Wu Wei Examples To Help You Achieve Effortless Action

example of wuwei

Wu wei examples in real life are easy to find. But before we look at them,  we must know what wu wei means. 

The term is a Chinese philosophical expression coined by Lao Tzu, an ancient sage who introduced it in his renowned book, the Tao Te Ching, written 2,500 years ago.

Wu wei is often translated as “doing nothing,” but this interpretation is misleading. Instead, it refers to the underlying principle that governs all existence, commonly referred to as the law of the universe. Therefore, wu wei emphasizes doing things in harmony with the natural flow of life, rather than trying to force things to happen.

By recognizing and following the natural rhythm of things, we can tap into the power of nature to achieve our goals more effectively. Wu wei emphasizes a non-striving approach to life, where things happen effortlessly and organically. So, the next time you observe the natural world, try to notice how it moves with effortless ease, and consider how you can apply this principle to things you do in life.

Breathing is a great example of wu wei in action. When we breathe naturally, we go with the rhythm of nature and allow the body to function optimally. However, if we try to force our breathing, we end up feeling dizzy and the quality of our breath suffers.

Similarly, there is a natural rhythm in everything we do, whether it’s walking, singing, or cooking a meal. By going with the flow of nature, we can accomplish tasks effortlessly and with ease. So, the next time you find yourself struggling with a task, take a step back and observe the natural rhythm of things. You may find that by going with the flow, you can accomplish more with less effort.

In everything we do, there is an optimal point of effort exertion that we must strive to achieve. If we don’t exert enough effort, nothing will move forward. However, if we work too hard, we will reach a point of diminishing returns. Just like breathing, there is a sweet spot of energy exertion. If we want to achieve optimal results, we must put in just the right amount of effort – not too much, not too little.

While this theory is easy to understand, it’s often challenging to put it into practice. Many of us tend to work too hard, especially when it comes to things that matter to us. We become so invested in our work that we end up feeling stressed and anxious. Unfortunately, all the hard work doesn’t always pay off.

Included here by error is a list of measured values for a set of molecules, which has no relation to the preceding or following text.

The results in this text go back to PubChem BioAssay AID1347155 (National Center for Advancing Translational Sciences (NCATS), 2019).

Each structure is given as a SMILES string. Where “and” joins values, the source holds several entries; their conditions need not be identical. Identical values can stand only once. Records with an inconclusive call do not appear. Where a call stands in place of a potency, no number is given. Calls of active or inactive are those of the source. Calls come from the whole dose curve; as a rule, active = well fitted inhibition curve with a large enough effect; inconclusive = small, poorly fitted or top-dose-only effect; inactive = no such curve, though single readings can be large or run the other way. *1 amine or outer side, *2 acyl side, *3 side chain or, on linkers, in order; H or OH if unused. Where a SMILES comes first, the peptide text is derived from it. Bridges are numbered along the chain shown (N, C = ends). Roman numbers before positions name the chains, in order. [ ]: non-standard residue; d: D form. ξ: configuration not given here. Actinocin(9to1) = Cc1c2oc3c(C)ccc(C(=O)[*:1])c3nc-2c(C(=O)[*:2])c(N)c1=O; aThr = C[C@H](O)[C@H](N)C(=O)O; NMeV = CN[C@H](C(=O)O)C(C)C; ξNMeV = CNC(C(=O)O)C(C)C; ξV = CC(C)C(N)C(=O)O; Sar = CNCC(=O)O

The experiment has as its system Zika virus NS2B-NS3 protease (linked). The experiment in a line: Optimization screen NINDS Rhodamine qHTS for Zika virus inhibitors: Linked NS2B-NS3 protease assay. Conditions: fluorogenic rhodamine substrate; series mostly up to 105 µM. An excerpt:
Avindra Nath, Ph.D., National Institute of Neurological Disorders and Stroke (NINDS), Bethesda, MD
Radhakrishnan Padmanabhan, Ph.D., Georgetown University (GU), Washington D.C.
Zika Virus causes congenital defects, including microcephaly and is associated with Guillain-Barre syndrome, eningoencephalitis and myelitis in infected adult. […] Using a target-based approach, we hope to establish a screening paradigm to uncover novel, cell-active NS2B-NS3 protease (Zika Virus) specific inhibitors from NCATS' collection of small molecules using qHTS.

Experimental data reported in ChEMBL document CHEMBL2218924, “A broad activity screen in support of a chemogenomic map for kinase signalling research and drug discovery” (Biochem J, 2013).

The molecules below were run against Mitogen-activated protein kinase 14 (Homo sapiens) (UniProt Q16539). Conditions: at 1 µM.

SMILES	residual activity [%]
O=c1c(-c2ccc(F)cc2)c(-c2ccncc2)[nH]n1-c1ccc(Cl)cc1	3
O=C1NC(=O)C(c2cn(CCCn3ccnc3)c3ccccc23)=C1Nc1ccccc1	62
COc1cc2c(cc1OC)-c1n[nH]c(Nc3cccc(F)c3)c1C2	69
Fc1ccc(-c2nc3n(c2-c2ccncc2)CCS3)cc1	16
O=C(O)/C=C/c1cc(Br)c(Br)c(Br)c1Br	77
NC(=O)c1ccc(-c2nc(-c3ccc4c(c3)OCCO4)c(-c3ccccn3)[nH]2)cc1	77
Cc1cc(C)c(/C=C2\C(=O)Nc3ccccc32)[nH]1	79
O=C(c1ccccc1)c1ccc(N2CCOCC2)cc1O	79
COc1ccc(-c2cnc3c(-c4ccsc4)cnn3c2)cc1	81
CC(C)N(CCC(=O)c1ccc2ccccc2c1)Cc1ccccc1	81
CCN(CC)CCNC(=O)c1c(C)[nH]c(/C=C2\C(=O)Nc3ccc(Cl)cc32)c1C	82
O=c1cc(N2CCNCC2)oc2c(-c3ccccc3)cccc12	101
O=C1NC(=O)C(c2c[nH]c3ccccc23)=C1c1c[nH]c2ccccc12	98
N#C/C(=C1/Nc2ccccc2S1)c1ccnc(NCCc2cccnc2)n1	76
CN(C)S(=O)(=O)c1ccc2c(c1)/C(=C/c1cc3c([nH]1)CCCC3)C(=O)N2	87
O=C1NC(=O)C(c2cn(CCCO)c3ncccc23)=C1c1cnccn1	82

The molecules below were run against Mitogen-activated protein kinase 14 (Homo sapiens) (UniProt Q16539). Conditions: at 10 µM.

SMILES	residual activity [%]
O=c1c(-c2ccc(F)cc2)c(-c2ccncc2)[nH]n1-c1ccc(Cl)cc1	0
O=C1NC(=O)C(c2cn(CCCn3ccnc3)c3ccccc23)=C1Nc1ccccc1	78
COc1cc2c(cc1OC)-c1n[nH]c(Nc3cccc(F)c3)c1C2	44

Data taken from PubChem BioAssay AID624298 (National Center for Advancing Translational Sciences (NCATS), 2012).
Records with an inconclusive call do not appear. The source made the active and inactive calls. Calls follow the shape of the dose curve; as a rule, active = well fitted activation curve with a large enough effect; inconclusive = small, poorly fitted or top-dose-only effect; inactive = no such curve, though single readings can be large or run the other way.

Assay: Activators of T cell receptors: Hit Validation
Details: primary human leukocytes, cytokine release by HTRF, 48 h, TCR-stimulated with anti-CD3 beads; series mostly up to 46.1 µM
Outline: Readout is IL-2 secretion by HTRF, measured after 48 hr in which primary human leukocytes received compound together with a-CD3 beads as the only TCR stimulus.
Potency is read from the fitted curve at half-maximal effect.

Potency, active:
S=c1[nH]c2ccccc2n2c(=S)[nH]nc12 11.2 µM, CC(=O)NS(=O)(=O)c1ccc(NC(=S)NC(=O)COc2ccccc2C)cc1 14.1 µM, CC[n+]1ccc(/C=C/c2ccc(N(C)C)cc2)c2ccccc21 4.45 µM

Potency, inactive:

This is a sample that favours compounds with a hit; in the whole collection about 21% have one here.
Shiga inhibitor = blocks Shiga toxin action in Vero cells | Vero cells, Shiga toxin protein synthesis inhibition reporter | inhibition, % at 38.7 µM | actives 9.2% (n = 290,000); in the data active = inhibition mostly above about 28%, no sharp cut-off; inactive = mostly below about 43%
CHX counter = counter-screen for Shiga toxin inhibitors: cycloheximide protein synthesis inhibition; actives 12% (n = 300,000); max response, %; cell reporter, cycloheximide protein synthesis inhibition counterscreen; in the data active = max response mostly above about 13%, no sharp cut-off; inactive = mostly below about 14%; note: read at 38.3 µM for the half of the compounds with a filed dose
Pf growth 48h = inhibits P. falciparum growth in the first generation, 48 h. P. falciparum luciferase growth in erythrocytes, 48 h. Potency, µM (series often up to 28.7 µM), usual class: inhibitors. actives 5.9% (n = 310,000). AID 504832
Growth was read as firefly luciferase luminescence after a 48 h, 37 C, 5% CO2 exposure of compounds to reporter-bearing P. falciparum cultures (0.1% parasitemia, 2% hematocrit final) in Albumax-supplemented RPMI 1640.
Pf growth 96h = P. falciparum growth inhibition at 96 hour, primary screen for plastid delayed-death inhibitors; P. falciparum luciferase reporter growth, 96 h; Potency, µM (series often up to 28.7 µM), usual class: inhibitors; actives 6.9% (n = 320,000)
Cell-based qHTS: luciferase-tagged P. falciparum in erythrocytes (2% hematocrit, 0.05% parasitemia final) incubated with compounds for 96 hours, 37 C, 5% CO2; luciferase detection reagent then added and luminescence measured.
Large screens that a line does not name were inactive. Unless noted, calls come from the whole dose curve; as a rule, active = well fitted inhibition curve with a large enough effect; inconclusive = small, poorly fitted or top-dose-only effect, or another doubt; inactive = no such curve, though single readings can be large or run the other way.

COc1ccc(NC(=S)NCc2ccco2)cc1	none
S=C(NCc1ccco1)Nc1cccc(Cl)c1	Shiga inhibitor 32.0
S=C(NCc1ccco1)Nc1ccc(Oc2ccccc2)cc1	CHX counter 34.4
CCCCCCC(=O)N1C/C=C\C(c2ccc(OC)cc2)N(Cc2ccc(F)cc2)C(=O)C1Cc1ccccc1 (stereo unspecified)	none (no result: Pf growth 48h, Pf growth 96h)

To find the sweet spot of effort exertion, we must learn to observe the natural flow of things and work in harmony with it. This requires us to let go of the need to control everything and allow ourselves to be guided by the rhythm of life. By doing so, we can accomplish our goals more effectively and without the unnecessary stress and anxiety that comes with overexertion.

Achieving the state of wu wei may require us to go through a process of “you wei”, which means doing something intentionally. It is in contrast to wu wei, which means doing nothing. To understand the concept of wu wei, we must first be willing to embrace this process of hight intent.

Imagine you are learning how to ride a bicycle. At first, you may struggle to find the right rhythm and balance. This is normal, as you are still developing the necessary skills and competencies. In the state of “you wei”, you are intentional in your efforts and ready to accept the awkwardness that comes with learning something new.

As you continue to practice and master the necessary skills, you will eventually reach a state of ease and calmness that is characteristic of wu wei. You will no longer struggle to balance the bicycle or find the right rhythm, as it will come naturally to you. This state of ease and flow is the ultimate goal of wu wei and can be applied to all areas of life, not just riding a bicycle. By embracing the process of “you wei” and mastering the necessary skills, we can achieve the state of effortless action and harmony with the natural flow of life known as wu wei. 

“The Tao never does,
Yet through it everything is done.
If princes and dukes can keep the Tao,
the world will of its own accord be reformed.
When reformed and rising to action,
Let it be restrained by the Nameless pristine simplicity.
The Nameless pristine simplicity
Is stripped of desire (for contention).
By stripping of desire quiescence is achieved,
And the world arrives at peace of its own accord.”

Chapter 37 Translated by Lin Yutang

Thanks to Tejvan Pettinger for the picture.

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  1. Thank you for this marvelously succinct exposition. I needed to know how you-wei and wu-wei relate to each other in my practice. You answered this for me. Is this 为 the Chinese word for “intent” that you are using?

    1. Thanks, John. 为 has a few meanings. In the context of wu wei and you wei, it can be seen as doing or intent, and they can lead to pretty different interpretations. In the case of wu wei, for example, it will mean non-doing (using the meaning of doing) or without desire (using the meaning of intent). I hope it helps.

  2. Wei wu wei is nothing more or less than to actively identify what you are doing and then to stop doing it. It is not that nothing is being done – rather that it is not ‘you’ who is doing it. So what you’re doing is ‘non-doing’ – actively dropping all activity that identifies ‘you’. When everything you’re doing is gone – you are gone as well. So everything that is being done – it is not being done by you. Because you are not there anymore. This is wu wei.

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